Explore Mallorca’s very own wine country.
If you like wine, then a trip to Binissalem is a must. Mallorca produces some excellent wines though they export very little, so the chances are, unless you’ve been living it up in some of Mallorca’s bars and restaurants, you’ve missed out on one of the Mediterranean’s best kept secrets.
Vines were introduced to Mallorca by the Romans in about 121BC. Binissalem was one of the original sites due to being blessed with perfect conditions for cultivating grapes. Protected by mountains, the hot dry summers and short mild winters led to Mallorcan wine being renowned the world over.
Unfortunately, as in much of Europe, the Phylloxera virus wiped out production in the 19th century. It wasn’t until relatively recently that the country started producing wine again as demand from locals and tourists grew.
Wine production has not quite reached the heights of the olden days but the wines produced are certainly of a very high quality and are gaining a growing reputation around the world.
The wine route
The majority of Mallorca’s wineries (bodegas) are centred around Binissalem and in recent years many of the grape growers have opened their doors to visitors for tours and tastings. This has led to the creation of an official wine route through the Binissalem DO region encompassing the island’s central towns of Santa Maria del Camí, Consell, Binissalem, Sencelles and Santa Eugenia.
The 14 wineries on this route are all worth a visit although you will struggle to make it to all of them in a single day! Some of the highlights are:
Jose Luis Ferrer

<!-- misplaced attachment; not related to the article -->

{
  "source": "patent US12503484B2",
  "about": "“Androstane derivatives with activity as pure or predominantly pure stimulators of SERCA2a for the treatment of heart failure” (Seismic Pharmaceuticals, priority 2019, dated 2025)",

The largest and probably the best known vineyard in Mallorca, Ferrer wines have won awards at several international competitions. Producing wines from local Manto Negro, Callet and Moll grapes some of their wines, particularly the reds are extraordinarily good. They’re known for ageing their wines for a long time in barrels of different woods sourced from all over the world.
Antonio Nadal bodegas y viñedas
The Nadal name is synonymous in Mallorca not just for tennis – Rafa is a native – but also for wine. Nadal was a co-founder of the Denominación d’Origen. For a while the business changed from making wines to selling grapes to other wine producers but recently they have moved back to production with excellent results.
The vineyard is both a hamlet and winery and its peaceful setting is worth the visit alone. Using no fertilisers, the excellent range of wines satisfy the most demanding of tastes. The Gran Veran, in particular, deserves to be tried.
Probably the most environmentally conscious vineyard on the island, Tianna Negre has rooftop solar panels and reuses waste water for irrigation. A relative newcomer to the scene, the old family vineyard was only restored to life in 2007 and produces reds, whites and rosés to a very high standard.
The town of Binissalem
Wine takes centre stage in Binissalem but the town itself is charming and worth a visit. After you’ve had your fill of wine, head into the town centre and enjoy great food and chat with the locals at one of its excellent restaurants.
And now you’ve learnt all about the wines on offer, it’ll make the choice of what to drink with your dinner that little bit easier!